Msgr. Donald Peter Schmitz, 78, died on May 2, 2018, at Rochester Methodist Hospital. He was born May 11, 1939, in Caledonia to Joseph and Julillia Schmitz. He graduated from Loretto High School in Caledonia. He entered Immaculate Heart of Mary
Sister M. Laura Schmitt, SSND, 97, professed in 1940, died May 7, 2018 (her 97th birthday), at Good Counsel. A native of St. Leo, she entered the School Sisters of Notre Dame in 1937 and professed First Vows in 1940. She served as a teacher of all grades (1-12) and as principal, with her primary ministry the teaching of high school mathematics. In the Diocese of WinonaRochester, she taught at St. Anthony, Lismore (1940-41); Good Counsel Academy, Mankato (1964-66); and Loyola High School, Mankato (1968-73). She also served in parish ministry at Notre Dame Pastoral Center, located at SS. Peter & Paul Parish, Mankato (1989-95). She is survived by her brothers Wilfred (Gerry) and
Sr. Margaret Clare Turns 100
John; her nieces and nephews and their families; her friends, colleagues and former students; and her sisters in community, the School Sisters of Notre Dame and SSND Associates. She was preceded in death by her parents, Michael and Elizabeth (Lanners) Schmitt; her brothers Arnold and Ted; and her sisters, Cecilia Schmitt, Susan Kockelman, and Kate Jelen. Another brother, Alphonse, died at the age of three weeks. Her Funeral Liturgy, with Father Andrew Olsem as presider, was held May 11 in Our Lady of Good Counsel Chapel, followed by burial in Good Counsel Cemetery.
In the Diocese
Sister Parma Kathman, 89, a Franciscan Sister of the Congregation of Our Lady of Lourdes, Rochester, died at Assisi Heights on May 1, 2018. Rita Mary Kathman was born to Edward and Frances (Reining) Kathman in Lawrence, NE, on September 13, 1928. She entered the Sisters of St. Francis in 1948 from Saint Stephen Parish in Lawrence. Sister Parma made first vows in 1951 and perpetual vows in 1954. For 32 years, Sister Parma served as an invaluable homemaker. She served as convent housekeeper at Rose Creek and Glencoe in Minnesota and at Sacred Heart Convent in Norfolk, NE. Her loving care for the housekeeping needs of those around her took her to St. Francis Convalescent Hospital in Denver, CO; St. Anne Hospice in Winona; Sacred Heart Hospice in Austin; St. Joseph Hospital in Bloomington, IL; and Grace Home in Graceville. In 1983, Sister Parma moved to Assisi Heights where she contributed her talents as seamstress and served as chapel sacristan until her retirement. Sister Parma is survived by her Franciscan Congregation, with whom she shared life for 69 years; a niece, Linda Nelson of Hickman, NE; and several sisters-in-law. Preceding her in death were her parents; six brothers: Raymond, Edward, Vernon, Robert, Ralph and Herman; and seven sisters: Edna Wilhelm, Frances Klein, Kathy Hoggart, Lucille Oxley, Martha Rohner, Vera Kathman and Marie Roseman. A Funeral Liturgy was held May 8 in the Chapel of Our Lady of Lourdes, Assisi Heights, Rochester. Burial was at Calvary Cemetery in Rochester. Memorials are suggested to the Sisters of St. Francis, Office of Mission Advancement, Assisi Heights, 1001 14th St. NW, Suite 100, Rochester, MN 55901.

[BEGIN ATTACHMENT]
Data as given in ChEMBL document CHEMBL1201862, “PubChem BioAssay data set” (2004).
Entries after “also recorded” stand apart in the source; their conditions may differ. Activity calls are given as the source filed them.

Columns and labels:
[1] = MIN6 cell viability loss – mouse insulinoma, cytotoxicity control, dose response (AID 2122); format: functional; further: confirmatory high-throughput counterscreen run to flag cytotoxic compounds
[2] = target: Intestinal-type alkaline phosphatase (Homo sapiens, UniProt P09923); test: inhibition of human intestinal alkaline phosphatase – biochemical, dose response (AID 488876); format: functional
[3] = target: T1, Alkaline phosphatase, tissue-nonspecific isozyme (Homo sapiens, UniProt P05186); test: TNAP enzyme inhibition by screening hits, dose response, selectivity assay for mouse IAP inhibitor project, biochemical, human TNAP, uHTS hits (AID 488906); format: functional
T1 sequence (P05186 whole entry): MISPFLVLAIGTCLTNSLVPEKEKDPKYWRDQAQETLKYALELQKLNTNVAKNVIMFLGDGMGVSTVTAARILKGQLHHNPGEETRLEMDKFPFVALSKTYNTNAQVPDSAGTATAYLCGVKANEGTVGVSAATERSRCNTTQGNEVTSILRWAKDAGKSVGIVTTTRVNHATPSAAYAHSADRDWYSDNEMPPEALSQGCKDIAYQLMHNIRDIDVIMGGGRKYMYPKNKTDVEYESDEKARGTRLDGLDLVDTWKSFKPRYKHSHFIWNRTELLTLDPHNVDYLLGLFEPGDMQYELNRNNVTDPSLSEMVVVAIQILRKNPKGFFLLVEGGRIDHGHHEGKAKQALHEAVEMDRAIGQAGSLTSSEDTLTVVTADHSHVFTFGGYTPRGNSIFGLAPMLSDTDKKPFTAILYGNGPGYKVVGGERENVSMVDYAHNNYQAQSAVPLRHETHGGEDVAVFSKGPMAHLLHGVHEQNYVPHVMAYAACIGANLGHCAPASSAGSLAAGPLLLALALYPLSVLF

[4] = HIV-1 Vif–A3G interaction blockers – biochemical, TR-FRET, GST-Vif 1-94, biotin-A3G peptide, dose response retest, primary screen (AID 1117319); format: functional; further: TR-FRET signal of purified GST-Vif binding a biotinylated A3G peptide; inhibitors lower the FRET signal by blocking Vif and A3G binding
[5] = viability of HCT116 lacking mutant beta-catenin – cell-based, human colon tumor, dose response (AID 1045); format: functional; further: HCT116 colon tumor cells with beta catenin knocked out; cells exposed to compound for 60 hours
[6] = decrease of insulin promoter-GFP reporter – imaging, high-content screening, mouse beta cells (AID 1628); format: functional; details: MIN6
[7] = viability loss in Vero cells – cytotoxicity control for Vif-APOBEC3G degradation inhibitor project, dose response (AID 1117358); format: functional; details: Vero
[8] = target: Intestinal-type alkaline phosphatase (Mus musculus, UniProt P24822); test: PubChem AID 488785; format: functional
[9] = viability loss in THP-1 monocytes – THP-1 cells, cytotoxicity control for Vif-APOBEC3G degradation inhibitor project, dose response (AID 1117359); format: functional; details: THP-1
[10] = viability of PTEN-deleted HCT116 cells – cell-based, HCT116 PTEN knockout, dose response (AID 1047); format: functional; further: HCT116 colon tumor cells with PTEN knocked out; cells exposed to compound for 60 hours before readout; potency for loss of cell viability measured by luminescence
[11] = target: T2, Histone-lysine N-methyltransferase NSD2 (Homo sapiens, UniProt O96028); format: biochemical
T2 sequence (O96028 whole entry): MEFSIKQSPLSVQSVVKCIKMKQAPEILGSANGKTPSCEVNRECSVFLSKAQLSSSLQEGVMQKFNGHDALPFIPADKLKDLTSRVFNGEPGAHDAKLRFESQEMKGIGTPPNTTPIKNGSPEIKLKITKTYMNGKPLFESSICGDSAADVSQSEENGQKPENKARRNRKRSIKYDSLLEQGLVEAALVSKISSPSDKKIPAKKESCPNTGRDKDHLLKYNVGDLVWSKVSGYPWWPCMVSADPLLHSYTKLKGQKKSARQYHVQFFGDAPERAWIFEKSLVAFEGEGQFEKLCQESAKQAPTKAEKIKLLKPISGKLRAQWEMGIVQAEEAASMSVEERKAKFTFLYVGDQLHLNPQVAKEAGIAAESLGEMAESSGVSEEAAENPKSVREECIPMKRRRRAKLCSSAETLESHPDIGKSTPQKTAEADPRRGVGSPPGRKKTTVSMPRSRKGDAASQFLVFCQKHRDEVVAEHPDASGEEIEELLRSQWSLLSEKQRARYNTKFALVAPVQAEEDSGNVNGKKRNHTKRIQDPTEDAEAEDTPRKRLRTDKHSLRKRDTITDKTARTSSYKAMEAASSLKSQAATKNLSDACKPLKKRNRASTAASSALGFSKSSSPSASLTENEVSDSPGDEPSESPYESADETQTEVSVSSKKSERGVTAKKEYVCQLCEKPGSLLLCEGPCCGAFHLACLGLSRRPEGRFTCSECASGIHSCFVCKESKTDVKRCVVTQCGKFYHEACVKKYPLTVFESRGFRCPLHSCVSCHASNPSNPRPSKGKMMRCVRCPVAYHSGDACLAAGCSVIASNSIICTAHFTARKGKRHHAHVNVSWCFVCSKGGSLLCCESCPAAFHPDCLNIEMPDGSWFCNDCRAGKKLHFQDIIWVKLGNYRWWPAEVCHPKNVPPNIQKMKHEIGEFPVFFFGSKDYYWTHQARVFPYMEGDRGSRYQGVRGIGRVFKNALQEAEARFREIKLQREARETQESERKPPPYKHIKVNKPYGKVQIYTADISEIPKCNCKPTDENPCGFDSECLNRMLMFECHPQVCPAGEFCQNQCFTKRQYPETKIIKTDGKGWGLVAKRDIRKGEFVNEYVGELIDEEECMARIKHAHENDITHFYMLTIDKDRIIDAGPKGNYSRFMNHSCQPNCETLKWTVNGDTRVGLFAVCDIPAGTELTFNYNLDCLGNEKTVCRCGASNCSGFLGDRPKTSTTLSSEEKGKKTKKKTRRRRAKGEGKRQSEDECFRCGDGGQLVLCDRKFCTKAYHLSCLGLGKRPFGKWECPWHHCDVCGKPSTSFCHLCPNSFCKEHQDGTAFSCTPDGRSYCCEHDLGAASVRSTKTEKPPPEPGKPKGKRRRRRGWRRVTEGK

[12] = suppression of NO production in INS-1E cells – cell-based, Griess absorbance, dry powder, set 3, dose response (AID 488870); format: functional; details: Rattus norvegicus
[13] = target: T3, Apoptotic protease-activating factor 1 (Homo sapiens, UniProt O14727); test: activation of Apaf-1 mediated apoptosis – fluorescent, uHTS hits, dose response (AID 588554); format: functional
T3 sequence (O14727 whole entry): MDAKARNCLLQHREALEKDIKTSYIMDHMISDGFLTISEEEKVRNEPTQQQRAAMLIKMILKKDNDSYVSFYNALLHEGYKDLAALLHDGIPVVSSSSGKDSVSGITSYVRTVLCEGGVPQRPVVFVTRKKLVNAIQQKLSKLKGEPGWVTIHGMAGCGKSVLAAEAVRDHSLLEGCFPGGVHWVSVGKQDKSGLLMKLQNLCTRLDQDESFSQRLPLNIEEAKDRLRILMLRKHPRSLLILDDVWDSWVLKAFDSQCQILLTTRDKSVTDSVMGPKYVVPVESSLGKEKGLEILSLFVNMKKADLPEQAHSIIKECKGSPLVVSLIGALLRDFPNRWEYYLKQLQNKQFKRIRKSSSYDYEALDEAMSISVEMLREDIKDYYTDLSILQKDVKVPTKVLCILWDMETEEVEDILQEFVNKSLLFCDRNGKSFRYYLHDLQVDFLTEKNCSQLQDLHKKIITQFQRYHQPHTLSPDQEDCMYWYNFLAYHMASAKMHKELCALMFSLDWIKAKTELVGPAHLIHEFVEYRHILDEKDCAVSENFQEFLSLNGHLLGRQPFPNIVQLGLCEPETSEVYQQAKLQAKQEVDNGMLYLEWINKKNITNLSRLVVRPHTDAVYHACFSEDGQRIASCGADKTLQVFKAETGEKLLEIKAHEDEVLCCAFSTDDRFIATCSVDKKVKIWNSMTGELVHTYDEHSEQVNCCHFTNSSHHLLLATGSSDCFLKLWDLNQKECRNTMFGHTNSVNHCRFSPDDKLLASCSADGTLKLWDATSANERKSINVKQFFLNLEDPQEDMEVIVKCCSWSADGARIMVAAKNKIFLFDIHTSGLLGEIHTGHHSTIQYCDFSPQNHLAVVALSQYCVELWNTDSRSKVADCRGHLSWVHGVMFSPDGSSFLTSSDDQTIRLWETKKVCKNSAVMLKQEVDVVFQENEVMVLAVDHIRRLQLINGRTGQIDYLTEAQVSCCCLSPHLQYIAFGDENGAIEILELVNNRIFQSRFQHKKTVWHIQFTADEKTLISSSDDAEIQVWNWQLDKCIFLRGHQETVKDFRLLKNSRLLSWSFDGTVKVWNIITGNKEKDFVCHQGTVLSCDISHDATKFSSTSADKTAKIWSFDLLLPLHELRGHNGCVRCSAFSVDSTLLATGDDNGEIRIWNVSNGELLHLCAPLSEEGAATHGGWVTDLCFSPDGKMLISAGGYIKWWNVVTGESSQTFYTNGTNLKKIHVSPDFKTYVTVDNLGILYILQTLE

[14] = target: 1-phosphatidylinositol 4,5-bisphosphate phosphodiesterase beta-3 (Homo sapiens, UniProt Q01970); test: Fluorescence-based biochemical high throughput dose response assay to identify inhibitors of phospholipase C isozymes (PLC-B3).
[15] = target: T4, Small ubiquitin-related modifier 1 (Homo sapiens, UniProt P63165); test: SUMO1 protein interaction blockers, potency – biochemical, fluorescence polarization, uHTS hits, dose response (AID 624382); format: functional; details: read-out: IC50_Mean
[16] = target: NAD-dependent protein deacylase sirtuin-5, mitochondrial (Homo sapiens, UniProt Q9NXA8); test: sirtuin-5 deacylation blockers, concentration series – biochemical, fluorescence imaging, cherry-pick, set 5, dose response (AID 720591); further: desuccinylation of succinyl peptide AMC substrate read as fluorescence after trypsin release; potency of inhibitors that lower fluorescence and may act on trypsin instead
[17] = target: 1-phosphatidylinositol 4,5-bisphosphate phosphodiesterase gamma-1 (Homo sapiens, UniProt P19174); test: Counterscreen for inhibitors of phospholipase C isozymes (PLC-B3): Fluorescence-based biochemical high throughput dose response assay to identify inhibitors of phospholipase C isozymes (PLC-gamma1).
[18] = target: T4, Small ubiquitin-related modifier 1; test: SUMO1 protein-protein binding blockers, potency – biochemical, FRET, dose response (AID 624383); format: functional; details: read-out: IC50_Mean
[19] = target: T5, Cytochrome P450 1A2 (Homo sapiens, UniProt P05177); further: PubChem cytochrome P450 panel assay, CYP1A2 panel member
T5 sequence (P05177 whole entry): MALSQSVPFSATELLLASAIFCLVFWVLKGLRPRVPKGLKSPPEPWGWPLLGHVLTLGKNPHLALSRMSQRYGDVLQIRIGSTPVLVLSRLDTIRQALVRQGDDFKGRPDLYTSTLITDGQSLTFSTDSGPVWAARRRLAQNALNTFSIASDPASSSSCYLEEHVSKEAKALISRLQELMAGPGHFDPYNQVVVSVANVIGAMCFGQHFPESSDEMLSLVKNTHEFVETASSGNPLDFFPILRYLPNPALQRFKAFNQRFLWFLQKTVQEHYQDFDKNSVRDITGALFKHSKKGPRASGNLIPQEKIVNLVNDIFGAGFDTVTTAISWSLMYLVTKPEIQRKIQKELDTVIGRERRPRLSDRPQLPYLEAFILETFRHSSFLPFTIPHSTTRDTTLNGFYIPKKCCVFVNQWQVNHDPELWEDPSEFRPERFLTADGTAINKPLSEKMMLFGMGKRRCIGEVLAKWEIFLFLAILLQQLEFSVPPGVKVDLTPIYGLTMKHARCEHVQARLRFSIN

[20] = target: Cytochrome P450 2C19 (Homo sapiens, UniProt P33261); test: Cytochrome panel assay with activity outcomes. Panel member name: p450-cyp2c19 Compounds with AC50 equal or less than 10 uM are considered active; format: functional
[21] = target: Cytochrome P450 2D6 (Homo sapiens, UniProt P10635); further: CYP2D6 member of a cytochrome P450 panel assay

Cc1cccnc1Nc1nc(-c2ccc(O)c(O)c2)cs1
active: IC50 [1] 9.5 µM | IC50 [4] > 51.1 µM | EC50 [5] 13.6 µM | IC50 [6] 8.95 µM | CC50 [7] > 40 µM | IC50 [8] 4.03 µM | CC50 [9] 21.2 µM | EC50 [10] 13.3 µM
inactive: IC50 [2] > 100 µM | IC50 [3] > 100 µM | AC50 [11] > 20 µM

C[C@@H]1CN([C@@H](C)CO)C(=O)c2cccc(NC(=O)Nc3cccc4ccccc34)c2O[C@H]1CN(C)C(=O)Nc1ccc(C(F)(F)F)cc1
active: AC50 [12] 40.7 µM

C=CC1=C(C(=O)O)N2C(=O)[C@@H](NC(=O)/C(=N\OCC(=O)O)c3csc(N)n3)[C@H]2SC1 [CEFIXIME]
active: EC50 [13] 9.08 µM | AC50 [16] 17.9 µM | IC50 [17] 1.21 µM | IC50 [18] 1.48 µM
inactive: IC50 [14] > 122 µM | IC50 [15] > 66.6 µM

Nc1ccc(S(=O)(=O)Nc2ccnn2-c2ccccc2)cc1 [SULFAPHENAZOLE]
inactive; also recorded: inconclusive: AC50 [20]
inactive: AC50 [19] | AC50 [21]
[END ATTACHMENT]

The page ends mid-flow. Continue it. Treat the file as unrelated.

Seminary in Winona in 1957. He was assigned to study in Rome, then ordained as a priest on December 16, 1964, at St. Peter’s Basilica in Rome. During his priesthood, he was assigned to many parishes and institutions from Winona to Worthington. He also served as the chancellor and vicar general of the Diocese of Winona. In 1997, he was named a Monsignor, and he retired in 2015, working part-time for the diocese until his death. The Funeral Mass was held May 7 at Pax Christi Church in Rochester, with Bishop John Quinn officiating along with the priests of the Diocese of Winona-Rochester. Burial took place in Calvary Cemetery in Caledonia. He is survived by his siblings: Sister Shirley Schmitz of Assisi Heights in Rochester; John (Tina) Schmitz of Brownsville; Kathy (Jim) Kasten of Brighton, MI; and Mary (Norm) Greene of Onalaska, WI; and many nieces and nephews. He was preceded in death by his parents, Joseph and Julillia Schmitz; sister-in-law Gayle Schmitz; and nephew Paul Schmitz. Memorials are suggested to Sisters of St. Francis, Rochester, MN, or to the Diocese of Winona-Rochester.